“As Mexican-Americans, or as Chicanos, or Mexican Nationals or what have you, death is a very sacred part of living, it’s a very important part,” Robles says. “This particular death makes no sense… When abuelita dies in the hospital you have a sense of what’s happening, and in your mind you see ‘A’ and ‘B’ happened so now we have ‘C.’ There’s a logic to it, but there’s no logic to what happened here, there’s no making sense of this shooting, and that’s what makes it a traumatic event.”
Torres says more resources can help everyone. “Now, after this tragedy [mental health care] can help us cope,” Torres says. “And help us get through it and help us be stronger as a community and help us heal.”
Mano Y Corazón tried to address this stigma in 2016 by launching a 64-day behavioral health awareness program. During that time they spoke with over 400 people about 16 topics including anger management, depression, suicide prevention and grief. “In a place like El Paso, 400 people is a lot,” Robles says.
During that time, Robles says Mano Y Corazón found that people in the community were interested in talking about mental health — many people attended more than one session, according to Robles — and were able to move past the stigma after having an open discussion. She added the key was making people aware of free resources that enabled a safe and open discussion.
“Stigma is always going to exist,” Robles says. “But the more you try to defuse it, the more you try to lessen it by educating people and saying it’s O.K. to feel this way, it’s O.K. to ask for help, it’s no different than your health and people start learning about it, then people feel more comfortable in approaching it.”
Through the program, Mano Y Corazon were able to refer about 100 people to a mental health professional, according to Robles.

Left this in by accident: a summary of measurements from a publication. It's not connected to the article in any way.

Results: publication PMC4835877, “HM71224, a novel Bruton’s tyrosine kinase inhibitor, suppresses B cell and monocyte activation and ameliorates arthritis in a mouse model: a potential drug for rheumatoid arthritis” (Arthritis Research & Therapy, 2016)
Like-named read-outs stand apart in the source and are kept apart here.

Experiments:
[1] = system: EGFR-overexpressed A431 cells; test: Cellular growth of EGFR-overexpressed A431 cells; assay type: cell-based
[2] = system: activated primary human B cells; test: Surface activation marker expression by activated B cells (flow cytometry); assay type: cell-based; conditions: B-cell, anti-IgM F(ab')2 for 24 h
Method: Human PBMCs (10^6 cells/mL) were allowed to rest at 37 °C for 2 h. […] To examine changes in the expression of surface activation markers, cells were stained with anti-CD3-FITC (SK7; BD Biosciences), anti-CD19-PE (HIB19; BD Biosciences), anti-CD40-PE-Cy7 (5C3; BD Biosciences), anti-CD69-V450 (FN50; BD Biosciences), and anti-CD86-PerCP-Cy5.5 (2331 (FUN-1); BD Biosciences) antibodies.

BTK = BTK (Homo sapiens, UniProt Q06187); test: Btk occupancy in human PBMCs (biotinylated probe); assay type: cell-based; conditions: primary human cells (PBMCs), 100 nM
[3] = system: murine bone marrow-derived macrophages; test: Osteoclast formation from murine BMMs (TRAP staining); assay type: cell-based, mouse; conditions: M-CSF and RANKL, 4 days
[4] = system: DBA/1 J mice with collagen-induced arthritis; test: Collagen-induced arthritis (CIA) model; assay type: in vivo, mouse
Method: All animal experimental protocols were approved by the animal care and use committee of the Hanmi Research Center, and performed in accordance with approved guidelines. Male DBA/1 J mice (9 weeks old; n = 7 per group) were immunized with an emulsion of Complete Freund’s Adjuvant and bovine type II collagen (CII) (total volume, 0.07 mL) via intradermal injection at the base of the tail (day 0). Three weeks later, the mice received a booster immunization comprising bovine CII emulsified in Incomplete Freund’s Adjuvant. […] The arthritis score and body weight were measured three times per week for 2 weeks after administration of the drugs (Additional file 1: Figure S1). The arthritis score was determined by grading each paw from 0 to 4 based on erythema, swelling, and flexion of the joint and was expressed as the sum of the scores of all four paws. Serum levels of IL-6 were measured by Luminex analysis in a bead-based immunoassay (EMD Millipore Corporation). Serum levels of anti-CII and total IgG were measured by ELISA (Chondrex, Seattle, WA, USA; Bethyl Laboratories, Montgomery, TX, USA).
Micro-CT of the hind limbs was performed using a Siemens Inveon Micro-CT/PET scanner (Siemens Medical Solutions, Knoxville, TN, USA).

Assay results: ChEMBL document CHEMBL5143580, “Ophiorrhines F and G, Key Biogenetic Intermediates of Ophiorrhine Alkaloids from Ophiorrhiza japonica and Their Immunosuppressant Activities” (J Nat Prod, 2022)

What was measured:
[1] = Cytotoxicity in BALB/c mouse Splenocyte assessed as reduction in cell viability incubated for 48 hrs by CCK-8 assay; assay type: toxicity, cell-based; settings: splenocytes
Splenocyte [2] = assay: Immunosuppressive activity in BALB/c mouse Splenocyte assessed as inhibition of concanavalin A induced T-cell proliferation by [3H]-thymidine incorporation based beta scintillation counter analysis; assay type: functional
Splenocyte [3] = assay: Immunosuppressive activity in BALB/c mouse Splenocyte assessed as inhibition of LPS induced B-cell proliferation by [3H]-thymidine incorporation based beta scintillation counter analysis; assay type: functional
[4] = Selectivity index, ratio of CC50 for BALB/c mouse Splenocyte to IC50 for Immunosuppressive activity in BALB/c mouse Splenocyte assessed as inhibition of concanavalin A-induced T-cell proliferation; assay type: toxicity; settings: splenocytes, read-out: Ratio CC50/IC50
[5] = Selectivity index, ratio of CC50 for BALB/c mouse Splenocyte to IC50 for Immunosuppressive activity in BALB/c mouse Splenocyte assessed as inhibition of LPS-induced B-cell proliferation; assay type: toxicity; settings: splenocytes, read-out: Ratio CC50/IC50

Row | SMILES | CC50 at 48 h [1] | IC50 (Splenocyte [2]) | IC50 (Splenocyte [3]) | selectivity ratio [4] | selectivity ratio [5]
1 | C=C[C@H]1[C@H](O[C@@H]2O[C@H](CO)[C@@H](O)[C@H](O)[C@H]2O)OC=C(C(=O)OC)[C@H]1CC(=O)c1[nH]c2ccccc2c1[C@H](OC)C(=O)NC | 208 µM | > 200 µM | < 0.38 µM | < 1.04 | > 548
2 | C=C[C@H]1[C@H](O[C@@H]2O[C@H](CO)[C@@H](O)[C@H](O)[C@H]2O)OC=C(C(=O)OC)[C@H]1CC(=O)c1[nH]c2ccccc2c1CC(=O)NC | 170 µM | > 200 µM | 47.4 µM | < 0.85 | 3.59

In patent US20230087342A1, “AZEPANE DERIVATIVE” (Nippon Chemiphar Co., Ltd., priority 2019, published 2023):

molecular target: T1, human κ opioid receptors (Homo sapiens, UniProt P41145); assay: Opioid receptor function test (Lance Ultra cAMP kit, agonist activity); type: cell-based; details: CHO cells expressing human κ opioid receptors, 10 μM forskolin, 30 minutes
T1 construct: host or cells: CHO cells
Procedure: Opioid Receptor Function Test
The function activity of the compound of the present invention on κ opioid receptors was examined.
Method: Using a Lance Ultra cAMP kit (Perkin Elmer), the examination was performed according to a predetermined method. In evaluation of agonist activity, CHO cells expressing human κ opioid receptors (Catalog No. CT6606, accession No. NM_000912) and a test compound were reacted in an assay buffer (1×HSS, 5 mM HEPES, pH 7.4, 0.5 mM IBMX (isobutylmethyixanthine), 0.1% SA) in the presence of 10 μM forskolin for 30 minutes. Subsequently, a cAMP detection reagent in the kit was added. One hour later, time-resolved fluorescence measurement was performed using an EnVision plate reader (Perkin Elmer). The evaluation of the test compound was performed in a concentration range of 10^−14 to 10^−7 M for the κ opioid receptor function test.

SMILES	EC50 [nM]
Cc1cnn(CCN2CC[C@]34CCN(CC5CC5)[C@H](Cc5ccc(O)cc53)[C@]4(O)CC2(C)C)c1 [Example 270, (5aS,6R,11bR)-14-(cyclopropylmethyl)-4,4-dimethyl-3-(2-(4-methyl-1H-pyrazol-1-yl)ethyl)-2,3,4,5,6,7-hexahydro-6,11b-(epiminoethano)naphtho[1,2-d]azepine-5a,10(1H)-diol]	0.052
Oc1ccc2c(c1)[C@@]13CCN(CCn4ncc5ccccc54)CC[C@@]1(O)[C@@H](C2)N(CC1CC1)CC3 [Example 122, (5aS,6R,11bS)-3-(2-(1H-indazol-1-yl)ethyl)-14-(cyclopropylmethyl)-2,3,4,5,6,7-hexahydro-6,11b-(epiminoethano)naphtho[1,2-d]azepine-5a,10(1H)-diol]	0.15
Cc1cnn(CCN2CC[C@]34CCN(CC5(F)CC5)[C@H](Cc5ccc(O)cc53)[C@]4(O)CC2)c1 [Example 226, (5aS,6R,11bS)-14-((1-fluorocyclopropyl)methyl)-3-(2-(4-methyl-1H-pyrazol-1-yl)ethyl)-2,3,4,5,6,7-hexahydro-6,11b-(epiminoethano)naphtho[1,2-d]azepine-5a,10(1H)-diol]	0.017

“It was to really demonstrate that these topics are part of our every day lives. And just like you wouldn’t walk around with a broken leg and not ask for help, you shouldn’t walk around depressed and not feel that it’s okay and proper to ask for help,” says Corinne Chacon, the managing cofounder of the organization. “What we found is our community really wants to talk about these topics, but they needed the venues.”
“And our people, quite frankly, our raza is very open to it,” Robles adds. “Much more open than people think, but you gotta help them tap into the resources.”
Since then, Robles says people have started to change, and after the shooting more people have been open to talking about the effects of trauma.
“From a clinical point of view there is a profound impact in regards to traumatic grief,” Robles says. Taking into consideration the more than a million people who live and travel between El Paso and Juárez, “then you have a critical mass that is going through this trauma,” she adds.
“Trauma becomes generational and it impacts people profoundly,” Robles says. “So we want to be able to do what we can to assist people.”
Robles adds that dealing with extreme violence targeted at an ethnic group is something that clinicians are thinking about in their work.
“A behavioral health specialist always needs to have a level of cultural competency to understand the dynamics of the person, the individual or group they are working with,” she says. “That doesn’t mean that you need to go and find out what works for Mexican Americans, Chicanos, or anybody else…it’s not really about pointing out the differences as much as being sensitive to them, understanding—and understanding that people come from that point of view.”